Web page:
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In recent years, the legal cannabinoid market has seen an explosion of interest in new and exciting compounds derived from cannabis plants. One of these is hexahydrocannabinol, commonly known as HHC. As research into the numerous cannabinoids found in cannabis continues, minor cannabinoids are emerging as potentially valuable alternatives to the major compounds THC and CBD. But what exactly is HHC, and how does it differ from other popular cannabinoids?
In short, HHC is a chemical compound found in small amounts in hemp. It is related to THC, the main active compound in marijuana, but it is not as strong.
What exactly is hexahydrocannabinol?
HHC, short for hexahydrocannabinol, is a hydrogenated form of THC. It is produced in a lab by adding hydrogen atoms to the THC molecule, a process known as hydrogenation. This alters the chemical structure of THC slightly, making it more stable.
The compound occurs naturally in tiny traces in cannabis plants. However, most it used recreationally or medicinally comes from hemp-derived CBD that has undergone hydrogenation. This semi-synthetic production process allows the cannabinoid to be made affordably and in quantities suitable for commercial use.
Compared to THC, HHC has a similar molecular structure. But it lacks double bonds in its cyclohexene ring which alters its binding affinity. This gives the compoud somewhat different effects and properties than THC.
Hexahydrocannabinol was first synthesized in 1944 by American organic chemist. He created it by adding hydrogen atoms to the THC molecule, developing a process to hydrogenate THC. This discovery introduced HHC as a new cannabinoid, though Adams did not explore its pharmacological effects.
For decades, the compound remained an obscure cannabinoid rarely mentioned outside of chemistry papers. But renewed interest in minor cannabis compounds has led to new production methods for HHC, making this previously unknown cannabinoid available for wide use.
The most common method for manufacturing HHC involves hydrogenating CBD isolate under high heat and pressure in the presence of a catalyst like platinum, palladium, or nickel. This forces hydrogen atoms to bond with the CBD molecules, converting it into HHC.
After hydrogenation is complete, the product is filtered thoroughly using techniques like chromatography to remove all traces of metals. When consumed, any residual catalyst particles could be toxic, so this purification is a crucial final step.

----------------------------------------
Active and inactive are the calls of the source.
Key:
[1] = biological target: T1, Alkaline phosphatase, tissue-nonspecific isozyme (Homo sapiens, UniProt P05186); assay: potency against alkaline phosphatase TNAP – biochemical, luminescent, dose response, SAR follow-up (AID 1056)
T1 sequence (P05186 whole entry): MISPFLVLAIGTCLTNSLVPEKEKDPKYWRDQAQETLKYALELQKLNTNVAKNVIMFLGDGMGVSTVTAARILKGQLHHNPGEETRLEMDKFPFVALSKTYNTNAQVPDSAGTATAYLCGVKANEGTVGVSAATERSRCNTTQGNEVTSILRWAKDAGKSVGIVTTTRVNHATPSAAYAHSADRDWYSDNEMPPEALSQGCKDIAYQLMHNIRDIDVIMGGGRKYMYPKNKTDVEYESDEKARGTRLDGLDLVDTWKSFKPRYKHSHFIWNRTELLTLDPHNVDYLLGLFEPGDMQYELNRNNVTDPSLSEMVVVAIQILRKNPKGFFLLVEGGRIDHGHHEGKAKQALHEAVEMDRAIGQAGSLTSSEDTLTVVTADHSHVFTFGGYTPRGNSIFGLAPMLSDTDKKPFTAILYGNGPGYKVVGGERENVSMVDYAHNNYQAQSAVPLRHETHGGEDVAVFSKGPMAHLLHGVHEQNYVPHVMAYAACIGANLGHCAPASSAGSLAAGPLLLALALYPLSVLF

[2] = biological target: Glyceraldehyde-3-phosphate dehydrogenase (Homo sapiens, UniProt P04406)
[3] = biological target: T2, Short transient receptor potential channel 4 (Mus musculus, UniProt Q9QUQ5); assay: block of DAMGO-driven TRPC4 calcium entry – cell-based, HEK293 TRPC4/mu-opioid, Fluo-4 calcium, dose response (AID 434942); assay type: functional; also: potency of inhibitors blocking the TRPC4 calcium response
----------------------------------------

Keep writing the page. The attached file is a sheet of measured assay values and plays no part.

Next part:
The resulting HHC distillate can then be infused into vape juices, tinctures, edibles or other products as desired. By hydrogenating inexpensive CBD isolate, producers can generate purity HHC oil affordably.
Early research into HHC is limited but shows promising results. In one rodent study, HHC demonstrated powerful pain-relieving properties. And some HHC analogs have exhibited potential to inhibit cancer cell growth. More research is still needed however to fully understand HHC’s therapeutic potential benefits.
Anecdotally, HHC users report similar effects to THC including:
However, most describe the high as milder than delta-9 THC, comparing it to delta-8. Since HHC binds to CB1 receptors like THC, it triggers the same general responses, just somewhat reduced in intensity.
Let’s dive into the comparison to find out the differences and similarities with other famous compounds.
Currently very little formal research exists into the safety profile and side effects of HHC. However, based on user reports, the adverse effects mirror those of THC and may include:
Caution is advised around taking high doses, as overconsumption of THC can lead to extremely unpleasant experiences. Those new to cannabinoids should start with low doses and increase slowly as tolerance builds.
The 2018 Farm Bill federally legalized hemp and all hemp derivatives, as long as they contain less than 0.3% delta-9 THC. Since it can be derived from legal hemp, many consider it to be legal on a federal level.
However, some states have banned or restricted the sale of synthetically produced cannabinoids, putting it in a legal grey area in certain jurisdictions. It is wise to check your local laws before purchasing such products. The DEA considers synthetic cannabinoids illegal, though there is debate around whether semi-synthetic HHC truly falls into this category.
Overall the HHC legal landscape for the cannabinoid is complex, much like that of delta-8 THC. But in most places where hemp CBD is legal, HHC occupies a similar status. However consumers should exercise appropriate caution and research laws in their state.
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Several factors are driving the growing popularity of HHC in recent years:
In an era of cannabis connoisseurship and boundless experimentation, fascinating cannabinoids have found an eager market ready to sample new highs. While HHC remains understudied, anecdotal hype is driving intrigue.
Also, you may like to read more about HHC vs THC >
A connoisseur of cannabis creativity and true contemplation with more than 20 years of experience, Chris extracts deep thoughts from getting lightly baked and shares his wandering mind. He blends cuisine and cannabis culture into nutritious, delicious recipes and insights for other hemp lovers.
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